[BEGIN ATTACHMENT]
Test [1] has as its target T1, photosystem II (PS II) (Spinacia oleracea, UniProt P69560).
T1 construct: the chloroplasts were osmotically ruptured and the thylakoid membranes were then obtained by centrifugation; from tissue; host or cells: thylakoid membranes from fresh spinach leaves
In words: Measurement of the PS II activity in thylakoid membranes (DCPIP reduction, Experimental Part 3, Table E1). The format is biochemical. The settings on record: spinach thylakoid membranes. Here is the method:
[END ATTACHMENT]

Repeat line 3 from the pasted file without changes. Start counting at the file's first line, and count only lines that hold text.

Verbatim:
In words: Measurement of the PS II activity in thylakoid membranes (DCPIP reduction, Experimental Part 3, Table E1). The format is biochemical. The settings on record: spinach thylakoid membranes. Here is the method: